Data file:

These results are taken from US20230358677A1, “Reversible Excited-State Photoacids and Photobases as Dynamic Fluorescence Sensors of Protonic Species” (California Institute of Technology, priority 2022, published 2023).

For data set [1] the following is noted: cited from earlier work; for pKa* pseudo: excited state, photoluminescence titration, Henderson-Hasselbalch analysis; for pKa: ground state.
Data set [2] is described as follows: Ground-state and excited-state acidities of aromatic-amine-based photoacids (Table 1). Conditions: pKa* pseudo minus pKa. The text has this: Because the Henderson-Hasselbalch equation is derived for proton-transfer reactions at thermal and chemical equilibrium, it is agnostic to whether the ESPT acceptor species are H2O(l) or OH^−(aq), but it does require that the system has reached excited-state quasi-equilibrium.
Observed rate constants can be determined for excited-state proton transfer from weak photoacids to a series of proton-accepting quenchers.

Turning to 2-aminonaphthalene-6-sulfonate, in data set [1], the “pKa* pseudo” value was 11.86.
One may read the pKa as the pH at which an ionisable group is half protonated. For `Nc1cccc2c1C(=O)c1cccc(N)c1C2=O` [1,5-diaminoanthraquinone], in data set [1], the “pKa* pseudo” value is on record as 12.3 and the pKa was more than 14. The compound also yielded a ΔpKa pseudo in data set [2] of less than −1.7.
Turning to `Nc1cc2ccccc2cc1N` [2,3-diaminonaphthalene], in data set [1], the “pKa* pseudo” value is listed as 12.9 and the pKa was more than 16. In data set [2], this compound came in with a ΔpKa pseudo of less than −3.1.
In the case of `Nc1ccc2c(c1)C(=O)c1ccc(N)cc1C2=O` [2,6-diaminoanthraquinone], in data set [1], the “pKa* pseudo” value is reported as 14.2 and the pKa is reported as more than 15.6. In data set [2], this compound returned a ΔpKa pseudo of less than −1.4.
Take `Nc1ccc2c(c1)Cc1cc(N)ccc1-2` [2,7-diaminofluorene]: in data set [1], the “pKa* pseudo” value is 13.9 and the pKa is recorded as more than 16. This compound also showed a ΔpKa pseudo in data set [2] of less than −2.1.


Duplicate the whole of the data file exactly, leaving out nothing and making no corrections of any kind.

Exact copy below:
These results are taken from US20230358677A1, “Reversible Excited-State Photoacids and Photobases as Dynamic Fluorescence Sensors of Protonic Species” (California Institute of Technology, priority 2022, published 2023).

For data set [1] the following is noted: cited from earlier work; for pKa* pseudo: excited state, photoluminescence titration, Henderson-Hasselbalch analysis; for pKa: ground state.
Data set [2] is described as follows: Ground-state and excited-state acidities of aromatic-amine-based photoacids (Table 1). Conditions: pKa* pseudo minus pKa. The text has this: Because the Henderson-Hasselbalch equation is derived for proton-transfer reactions at thermal and chemical equilibrium, it is agnostic to whether the ESPT acceptor species are H2O(l) or OH^−(aq), but it does require that the system has reached excited-state quasi-equilibrium.
Observed rate constants can be determined for excited-state proton transfer from weak photoacids to a series of proton-accepting quenchers.

Turning to 2-aminonaphthalene-6-sulfonate, in data set [1], the “pKa* pseudo” value was 11.86.
One may read the pKa as the pH at which an ionisable group is half protonated. For `Nc1cccc2c1C(=O)c1cccc(N)c1C2=O` [1,5-diaminoanthraquinone], in data set [1], the “pKa* pseudo” value is on record as 12.3 and the pKa was more than 14. The compound also yielded a ΔpKa pseudo in data set [2] of less than −1.7.
Turning to `Nc1cc2ccccc2cc1N` [2,3-diaminonaphthalene], in data set [1], the “pKa* pseudo” value is listed as 12.9 and the pKa was more than 16. In data set [2], this compound came in with a ΔpKa pseudo of less than −3.1.
In the case of `Nc1ccc2c(c1)C(=O)c1ccc(N)cc1C2=O` [2,6-diaminoanthraquinone], in data set [1], the “pKa* pseudo” value is reported as 14.2 and the pKa is reported as more than 15.6. In data set [2], this compound returned a ΔpKa pseudo of less than −1.4.
Take `Nc1ccc2c(c1)Cc1cc(N)ccc1-2` [2,7-diaminofluorene]: in data set [1], the “pKa* pseudo” value is 13.9 and the pKa is recorded as more than 16. This compound also showed a ΔpKa pseudo in data set [2] of less than −2.1.